Another antenna added from the antenna plan is a 160 meter ¼ wavelength inverted L.
A 130 foot length of 12 gauge PVC covered stranded wire slopes up from the ground system to the 40 foot level of the 45 foot tall fiberglass flagpole (about 60 feet of wire length) and then proceeds about 70 feet toward the far back edge of my property. The 90 foot start-to-finish dimension just fits my city lot. At the end, the antenna wire is terminated at about 15 feet above the level of the back yard. The geometry actually resembles an inverted L that has partially fallen over – in other words, a “lazy L”. This antenna is used on 160 meters only and is coaxial cable fed.
In place of an active tuner, a 10 turn 4 inch diameter tapped coil wound of 0.250 inch diameter copper wire is used to tune the 1.8 to 2.0 MHz band in three segments.
Two vacuum relays are used to select the correct amount of the coil for a particular band segment. No coil turns are added to the top band segment, 7 turns are connected in series for the middle tuning range and the entire coil is used at the bottom end of the band. All of the base load components plus the static discharge arrestor are located in a 7 inch square weatherproof box that is bolted to the ground structure.
The coaxial cable entry point is sealed with silicone sealant to keep the spiders and moisture out. The wire that brings power to the relays is TV rotor cable which is rated to be used outside in the weather.
The transient suppressor and coaxial cable braid bus-work is bonded to the ground system with a heavy braid.
The cross-section of the metal drainage ditch that is used as the ground system for this antenna is shown below.
This metal drainage ditch is about 100 feet long and runs along the top of a five foot high concrete block wall that defines the eastern boundary of my city lot. The drainage ditch measures 12 inches wide and 12 inches deep. All of the 10 foot long metal sections are electrically bonded together along the length. This provides a very good earth ground for this 160 meter 1/4 wave inverted L antenna as well as a reflector / ground reference for the 75/60/40 meter NVIS antenna that is mounted directly above the metal ditch (see the NVIS page for more details about this antenna).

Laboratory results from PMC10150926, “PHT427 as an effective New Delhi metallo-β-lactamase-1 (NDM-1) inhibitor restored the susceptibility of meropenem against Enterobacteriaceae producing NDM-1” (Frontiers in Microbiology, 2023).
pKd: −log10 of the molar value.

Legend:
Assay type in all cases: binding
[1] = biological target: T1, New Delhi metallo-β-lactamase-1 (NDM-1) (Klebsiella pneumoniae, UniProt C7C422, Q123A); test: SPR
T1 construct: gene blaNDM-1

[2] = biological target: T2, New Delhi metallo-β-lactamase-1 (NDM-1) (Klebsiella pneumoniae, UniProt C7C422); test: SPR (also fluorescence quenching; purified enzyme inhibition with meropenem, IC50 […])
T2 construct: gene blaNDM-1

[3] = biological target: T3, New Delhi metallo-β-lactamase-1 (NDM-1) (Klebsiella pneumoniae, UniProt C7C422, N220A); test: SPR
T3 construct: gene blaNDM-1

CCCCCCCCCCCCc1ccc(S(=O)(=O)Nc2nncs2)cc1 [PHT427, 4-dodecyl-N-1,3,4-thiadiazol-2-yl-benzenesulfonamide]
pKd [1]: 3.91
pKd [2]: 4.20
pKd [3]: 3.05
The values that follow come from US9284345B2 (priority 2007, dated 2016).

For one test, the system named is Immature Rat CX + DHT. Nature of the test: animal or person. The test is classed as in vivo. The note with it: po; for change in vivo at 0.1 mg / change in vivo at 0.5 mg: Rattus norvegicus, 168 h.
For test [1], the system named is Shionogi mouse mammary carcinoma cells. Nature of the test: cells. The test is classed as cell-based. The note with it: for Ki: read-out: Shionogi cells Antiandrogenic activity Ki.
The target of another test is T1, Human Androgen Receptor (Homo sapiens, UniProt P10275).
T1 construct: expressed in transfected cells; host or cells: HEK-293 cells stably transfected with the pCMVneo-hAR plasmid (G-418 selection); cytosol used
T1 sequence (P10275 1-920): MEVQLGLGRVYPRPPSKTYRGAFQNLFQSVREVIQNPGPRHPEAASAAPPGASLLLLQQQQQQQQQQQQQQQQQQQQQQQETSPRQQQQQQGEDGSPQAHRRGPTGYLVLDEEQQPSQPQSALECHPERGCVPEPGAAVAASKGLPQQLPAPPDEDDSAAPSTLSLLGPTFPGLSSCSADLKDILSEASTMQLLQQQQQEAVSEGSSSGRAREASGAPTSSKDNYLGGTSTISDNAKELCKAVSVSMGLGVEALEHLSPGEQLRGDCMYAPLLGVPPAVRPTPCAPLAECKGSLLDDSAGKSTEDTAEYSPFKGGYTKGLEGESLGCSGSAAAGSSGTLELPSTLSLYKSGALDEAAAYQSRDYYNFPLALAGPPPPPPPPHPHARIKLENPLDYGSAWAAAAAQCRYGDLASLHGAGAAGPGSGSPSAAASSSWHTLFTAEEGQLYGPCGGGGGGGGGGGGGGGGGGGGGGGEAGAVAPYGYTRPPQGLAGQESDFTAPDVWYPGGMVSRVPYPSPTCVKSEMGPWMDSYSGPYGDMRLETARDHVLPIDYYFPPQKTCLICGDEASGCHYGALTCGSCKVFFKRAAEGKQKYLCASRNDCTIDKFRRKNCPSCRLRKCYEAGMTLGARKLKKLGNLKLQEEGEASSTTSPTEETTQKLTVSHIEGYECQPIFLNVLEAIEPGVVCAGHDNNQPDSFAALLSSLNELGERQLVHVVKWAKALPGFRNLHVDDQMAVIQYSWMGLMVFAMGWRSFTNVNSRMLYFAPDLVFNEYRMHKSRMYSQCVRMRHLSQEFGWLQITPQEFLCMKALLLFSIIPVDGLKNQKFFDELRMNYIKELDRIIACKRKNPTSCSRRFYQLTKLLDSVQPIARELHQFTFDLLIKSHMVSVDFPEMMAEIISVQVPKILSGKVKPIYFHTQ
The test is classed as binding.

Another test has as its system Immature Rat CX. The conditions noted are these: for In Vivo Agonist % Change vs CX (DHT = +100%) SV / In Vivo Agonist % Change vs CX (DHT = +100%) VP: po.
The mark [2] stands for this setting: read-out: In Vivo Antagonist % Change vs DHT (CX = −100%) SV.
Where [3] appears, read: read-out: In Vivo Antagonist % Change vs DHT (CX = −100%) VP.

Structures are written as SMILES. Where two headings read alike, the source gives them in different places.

An improvement that I am considering for the ground system is to add a couple of wire radials in addition to the drainage ditch ground system. These radials will be run underground by fishing them through the drainage pipes buried under my driveway and front lawn. I think I’ll connect them with a remotely controlled relay so that I can more easily quantify their usefulness during actual on air contacts.
Another improvement under consideration is to add a number of 10 foot long ground rods along the length of the metal drainage ditch, especially near to the antenna feed point.
Since my back of the envelope calculations indicate that this antenna is only about 35% efficient (at best), these combined improvements could potentially yield as much as another 1 to 2 db of signal strength at the receiving end of my transmitted signal. Very interesting??
The antenna wire coming from the weatherproof box mounted on the metal drainage channel (lower center of the photo) first goes up to the top of the brown painted PVC pole (at the upper right of the photo),
From there it proceeds up to a point about five feet from the top of the 45 foot tall fiberglass flag pole. This places the 160 meter antenna five feet below and at about 30 degrees crosswise to the OCF Windom antenna wire to minimize interaction between the two antennas.
The far end of the antenna is attached to t he fence with a pulley and one gallon paint pail counter weight that takes the sag out of the antenna wire and allows the antenna pole to sway freely with the wind without stretching or breaking the antenna wire.
The maximum SWR at the edges of each of the three segments is less than 2.5:1. At 1.945, the frequency that I use the most, the Rs measures 33 ohms with an Xs of 32 ohms for an SWR of about 1.9:1 according to my MFJ-269 analyzer.
Since the static discharge protection is located at the base of the antenna, the coaxial feed line goes directly to the shack through a 100 foot length of coaxial cable. The antenna loads nicely and shows virtually no change in SWR when operating in either dry conditions or on a rainy day.
The antenna handbooks show that the inverted L has a more or less omni directional pattern that is uniform within about 1.5 db. The signal reports from any direction using this antenna are always as good as or better than the signal reports for other hams using top loaded verticals, full wave loops and dipoles at similar heights. This antenna is not a multi-element full size vertical array using massive towers, but it does work and works quite well. This is the one band where I often run the full power in order to overcome the very noisy band conditions that are typical at the receiving end.
160 meters is also the band where the 38 inch diameter magnetic loop antenna (pictured at the left) really shines. This loop often delivers the best quality receiving signal, especially if there are plasm TVs operating in the vicinity (see the PIXEL loop page for more details about the performance of this loop on the 160 meter band).
Article by W6SDO originally available at http://www.w6sdo.com:80/160M.html